Kings of Winter

by Sarah West


We don’t think much of cabbage these days. It’s there; we buy it, shred and dress it into slaws, add it to winter soups, boil it for St. Patrick’s Day. As vegetable eaters, we generally gravitate towards lighter fare—tender salad greens or frilly kale. But cabbage, in all its juicy heft, was once an indispensable crop, especially in winter, when these nutrient-dense heads fed families and their livestock through a time of year when fresh vegetables were threateningly scarce.

Cabbage belongs to an extensive vegetable family known as the brassicas. Ranging from leafy kales and spicy mustards to geometric Romanesco and many-cabbaged Brussels sprouts to root crops like turnips and radishes, brassicas make up a good deal of all but summer’s vegetable patch.

They are varying degrees of hardy, some (mostly kales) able to withstand deep cold tucked away in a snowdrift. Many more brassicas tolerate our mild, if soggy, maritime Northwest winters. The sort of cold we do get generally improves winter brassicas—each drop in temperature instructing cells to infuse their watery interiors with sugar. Since sugar solution freezes at a lower temperature than water, the plants avoid ruptured cells; we get sweeter greens.

Farmers plan for January and February harvests in July and August. Winter requires strategy because few vegetables are able to grow at a rate that allows continuous harvest once day length drops to ten hours or less (early November through early February at our latitude). What a farm field will lack in regenerative ability farmers must make up for in volume, planting much larger patches of winter greens than they would of the same greens intended for spring harvests, and early enough that they are nearing a harvestable size by November.

Cabbage adds another layer of strategy to the game, especially in colder regions where it must be harvested before the first hard freeze. Tightly packed heads of thick, waxy leaves keep for weeks, even months, in optimum post-harvest conditions. In bygone eras, that would have been a root cellar: cool, humid chamber where the air circulates slowly and the earthen floor absorbs condensation. Today’s farmers use walk-in coolers or insulated storage rooms. At home, we have refrigerators. I’ve successfully kept whole cabbages, patted dry and enclosed in a plastic bag, for two months or more, opening them occasionally to prevent spoiling by toweling off any condensation built up inside the bag.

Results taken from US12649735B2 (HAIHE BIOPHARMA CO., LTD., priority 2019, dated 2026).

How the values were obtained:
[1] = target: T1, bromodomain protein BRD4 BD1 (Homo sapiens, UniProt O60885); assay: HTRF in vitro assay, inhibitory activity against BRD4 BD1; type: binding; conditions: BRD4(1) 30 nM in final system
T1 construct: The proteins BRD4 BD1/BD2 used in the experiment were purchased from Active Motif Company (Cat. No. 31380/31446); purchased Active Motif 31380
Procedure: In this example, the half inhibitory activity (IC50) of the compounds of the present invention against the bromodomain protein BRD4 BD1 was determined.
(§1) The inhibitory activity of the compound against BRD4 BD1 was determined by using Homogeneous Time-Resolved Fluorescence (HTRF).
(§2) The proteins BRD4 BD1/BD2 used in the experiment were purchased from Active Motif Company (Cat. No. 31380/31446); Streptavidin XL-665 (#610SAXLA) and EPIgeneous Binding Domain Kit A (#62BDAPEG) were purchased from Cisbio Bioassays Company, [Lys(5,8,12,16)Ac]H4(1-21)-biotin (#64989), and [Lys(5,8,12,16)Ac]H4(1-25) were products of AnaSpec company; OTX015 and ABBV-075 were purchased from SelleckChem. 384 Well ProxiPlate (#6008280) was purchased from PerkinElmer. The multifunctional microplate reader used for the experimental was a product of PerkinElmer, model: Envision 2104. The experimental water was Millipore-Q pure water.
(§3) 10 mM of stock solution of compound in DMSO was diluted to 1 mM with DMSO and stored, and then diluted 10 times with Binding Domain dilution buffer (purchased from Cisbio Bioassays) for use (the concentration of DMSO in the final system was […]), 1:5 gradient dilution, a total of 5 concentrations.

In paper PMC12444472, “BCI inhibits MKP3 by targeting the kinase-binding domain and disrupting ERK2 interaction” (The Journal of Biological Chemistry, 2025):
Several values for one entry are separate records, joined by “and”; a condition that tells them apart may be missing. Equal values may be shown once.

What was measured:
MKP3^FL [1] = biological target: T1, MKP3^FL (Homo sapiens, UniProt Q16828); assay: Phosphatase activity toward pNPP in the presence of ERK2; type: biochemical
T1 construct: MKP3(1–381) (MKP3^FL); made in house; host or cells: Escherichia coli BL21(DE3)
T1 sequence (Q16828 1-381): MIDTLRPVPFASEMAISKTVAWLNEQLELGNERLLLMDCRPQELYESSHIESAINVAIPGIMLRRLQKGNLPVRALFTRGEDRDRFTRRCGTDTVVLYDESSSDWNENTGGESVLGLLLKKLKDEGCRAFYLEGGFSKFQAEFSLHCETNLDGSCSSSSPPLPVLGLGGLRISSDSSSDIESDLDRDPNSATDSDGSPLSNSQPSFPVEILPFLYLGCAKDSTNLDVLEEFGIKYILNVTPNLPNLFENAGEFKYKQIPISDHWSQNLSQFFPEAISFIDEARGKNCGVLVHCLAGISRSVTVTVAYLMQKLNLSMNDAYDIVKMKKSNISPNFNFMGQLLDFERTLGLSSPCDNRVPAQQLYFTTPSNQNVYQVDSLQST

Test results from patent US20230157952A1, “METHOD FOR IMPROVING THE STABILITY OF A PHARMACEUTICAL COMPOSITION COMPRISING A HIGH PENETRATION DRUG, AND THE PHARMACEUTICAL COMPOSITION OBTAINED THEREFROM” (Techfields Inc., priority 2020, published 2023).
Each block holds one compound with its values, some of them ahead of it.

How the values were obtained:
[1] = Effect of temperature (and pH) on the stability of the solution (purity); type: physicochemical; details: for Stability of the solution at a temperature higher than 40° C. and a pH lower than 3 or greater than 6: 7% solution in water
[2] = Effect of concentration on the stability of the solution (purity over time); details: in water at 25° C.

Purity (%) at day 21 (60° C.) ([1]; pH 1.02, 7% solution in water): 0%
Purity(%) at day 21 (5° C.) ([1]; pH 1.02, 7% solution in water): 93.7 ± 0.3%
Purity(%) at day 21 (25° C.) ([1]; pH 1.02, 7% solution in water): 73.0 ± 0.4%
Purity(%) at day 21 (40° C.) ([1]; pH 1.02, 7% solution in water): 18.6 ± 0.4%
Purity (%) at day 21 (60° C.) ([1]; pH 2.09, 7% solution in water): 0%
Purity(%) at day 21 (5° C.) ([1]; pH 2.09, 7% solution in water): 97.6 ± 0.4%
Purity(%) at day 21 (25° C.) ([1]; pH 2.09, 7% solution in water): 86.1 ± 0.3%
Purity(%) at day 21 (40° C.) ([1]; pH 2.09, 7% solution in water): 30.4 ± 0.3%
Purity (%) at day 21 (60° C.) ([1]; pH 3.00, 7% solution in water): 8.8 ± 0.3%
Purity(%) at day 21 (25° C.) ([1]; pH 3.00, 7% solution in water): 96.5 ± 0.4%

Cabbage stores even longer as sauerkraut, the result of a fermentation process that utilizes salt to draw moisture from shredded leaves, creating brine that essentially pickles them. Fermented cabbage takes on salty, sour, sometimes buttery qualities, keeping for months in the refrigerator. An ancient technique discovered independently by the Chinese (as long as 6,000 years ago) and the Romans, sauerkraut as we know it today was likely introduced to eastern Europe by invading Mongols. Europeans adapted the ferment to indigenous cabbage varieties and their preferred seasonings, and sauerkraut was born.

Cabbage flavor is dominated by two compounds—raw cabbage’s spicy bite comes from glucosinolates and the sulfurous flavor and odor of cooked cabbage from hydrogen sulfide gas released when the leaves are exposed to continuous heat. Glucosinolates, present in raw, cooked, or fermented cabbage, are the subject of much scientific investigation; preliminary studies show an ability to reduce some types of cancerous growth on rodent organs. Whether or not it prevents cancer, cabbage is an excellent source of vitamins C and K, as well as dietary fiber.

Cabbage may be medicinal, but it doesn’t have to taste like it. Avoid the sulfurous side of its flavor spectrum by keeping down the heat. Hydrogen sulfide increases dramatically between the 5th and 7th minutes of high-heat cooking (boiling). If you must boil cabbage, cut it into strips and do so for less than five minutes. Alternatives that keep away cabbage’s potentially off-putting stink include stir-frying, roasting, shallow simmering or braising. Splashes of citrus and vinegar help hide all of cabbage’s strong flavors, as do powerful spices like caraway, cumin, black pepper, ginger, and hot peppers.

Winter is prime time for cabbage, as cold weather and ample moisture help moderate the production of sulfurous compounds, and sugars built up during repeated frosts smooth out the raw leaves’ bite. Let yourself be seduced by a beautiful winter cabbage, let it compel you to take it home, even if you’re not sure what to do with it. And know that it will wait, tucked safely in the fridge, until the right time comes for you to discover it.

(To start, check out these seven different—and delicious—ways to prepare cabbage: